Bear with one another
The California condor is an endangered species of wild fowl. There are probably no more than 30 of them left. While condors are no prettier than vultures, we still owe it to ourselves not to let these great birds become extinct.
Early in 1982 a certain naturalist actually saw a condor hen lay an egg in a nest at the mouth of a high cave near Ventura, California. Condors usually produce only one egg a year. So the news of this event brought delight to scientists and bird-lovers. Experts from the federal Fish and Wildlife Service and from the National Audubon Society hastened to the spot where they set up observation posts at a discrete distance. If a bird were born, this would add one more member to the waning condor population. The United Press International headlined the whole story day by day.
Condor parents take turns incubating eggs. Unfortunately, this cock and hen started almost at once to quarrel over whose turn it was to sit. While one was incubating, the other would try to push it off. In the midst of this bickering, which grew ever more violent, one of the big fowls accidentally kicked the precious egg off the ledge. There is no way of knowing how the parent condors felt about this loss. The observers almost went mad. The only ones who profited by the accident were the crows which found the shattered four-inch egg a tasty treat.
Today the Church celebrates the Feast of the Holy Family. Sometimes human parents also let personal claims distract them from their main duty to raise their children attentively. When they fail in this duty, they are far more blameworthy than the bickering birds of our story.
St. Paul was speaking to intelligent human beings when he taught them “Bear with one another; forgive whatever grievances you have against each other” (Col. 3:14. Today’s second reading) Father, Mother and children should think first of each other’s needs; and then over all the other family virtues “put on love”.
Model for all happy families was the Holy Family of Nazareth. At its very center was Jesus who was Love incarnate.
-Father Robert F. McNamara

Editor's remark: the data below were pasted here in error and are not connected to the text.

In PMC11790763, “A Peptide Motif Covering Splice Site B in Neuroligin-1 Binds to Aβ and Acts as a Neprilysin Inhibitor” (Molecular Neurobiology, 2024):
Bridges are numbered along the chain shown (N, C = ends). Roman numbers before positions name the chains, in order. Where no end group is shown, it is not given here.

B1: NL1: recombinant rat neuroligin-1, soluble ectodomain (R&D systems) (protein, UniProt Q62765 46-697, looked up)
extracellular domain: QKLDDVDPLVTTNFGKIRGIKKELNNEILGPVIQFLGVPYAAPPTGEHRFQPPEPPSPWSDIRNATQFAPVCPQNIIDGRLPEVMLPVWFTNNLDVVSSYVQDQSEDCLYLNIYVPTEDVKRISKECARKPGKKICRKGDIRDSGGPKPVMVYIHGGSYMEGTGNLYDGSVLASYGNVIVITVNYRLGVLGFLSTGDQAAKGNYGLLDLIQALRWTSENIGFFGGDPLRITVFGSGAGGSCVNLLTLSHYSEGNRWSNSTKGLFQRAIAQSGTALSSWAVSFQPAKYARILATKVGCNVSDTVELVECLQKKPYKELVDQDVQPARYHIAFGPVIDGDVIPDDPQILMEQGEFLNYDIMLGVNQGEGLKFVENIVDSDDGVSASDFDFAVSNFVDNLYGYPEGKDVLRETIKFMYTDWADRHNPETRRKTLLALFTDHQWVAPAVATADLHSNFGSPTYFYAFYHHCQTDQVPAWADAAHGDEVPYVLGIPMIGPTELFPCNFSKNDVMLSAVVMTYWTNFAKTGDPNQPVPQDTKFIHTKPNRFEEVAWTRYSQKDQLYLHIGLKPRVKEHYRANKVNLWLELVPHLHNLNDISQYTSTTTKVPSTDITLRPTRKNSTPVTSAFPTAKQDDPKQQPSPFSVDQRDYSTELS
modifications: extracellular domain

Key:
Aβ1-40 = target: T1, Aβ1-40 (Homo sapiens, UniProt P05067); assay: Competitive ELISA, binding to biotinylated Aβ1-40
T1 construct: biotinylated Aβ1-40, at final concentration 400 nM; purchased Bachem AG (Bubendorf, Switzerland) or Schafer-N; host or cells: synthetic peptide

Q247: Why were Mary and Joseph so “worried” (Lk 2:48) about Jesus? After all, he was the Son of God, wasn’t he?
There are various versions of scripture used to translate the Greek word which tries to show the concern expressed by Mary as “greatly distressed” (Interlinear), or having “great anxiety” (NAB), and looking for him “anxiously” (RSV). All of these words convey the concern of any parent over the apparent loss of an only child. In those days of kidnapping and sale into slavery of humans, the anguish would have been doubly evident. We need to remember that Jesus was human; Mary and Joseph were human; and therefore they would have experienced human emotions and normal human reactions.
And yet the response of Jesus is puzzling. This puzzlement of both Mary and Joseph is captured in what we call the “fifth Joyful mystery” of the rosary, the “Finding of the Child Jesus in the Temple.” Jesus, the boy, was indeed both divine and human; and yet he had to grow, like you and me, in his humanity. As scripture puts it, he returned home to Nazareth with them, and “increased in wisdom” (v. 52).
We also need to take special note that Jesus lived under their “complete authority” (or, was “obedient to them” – NAB) when he returned to Nazareth (v. 51). Jesus spent his spiritual childhood under the total care and protection of Mary and Joseph. What does that say to you and me? Are we ready to live under the authority and protection of Mary and Joseph? Have I ever consecrated myself, and my family, to the Immaculate Heart of Mary?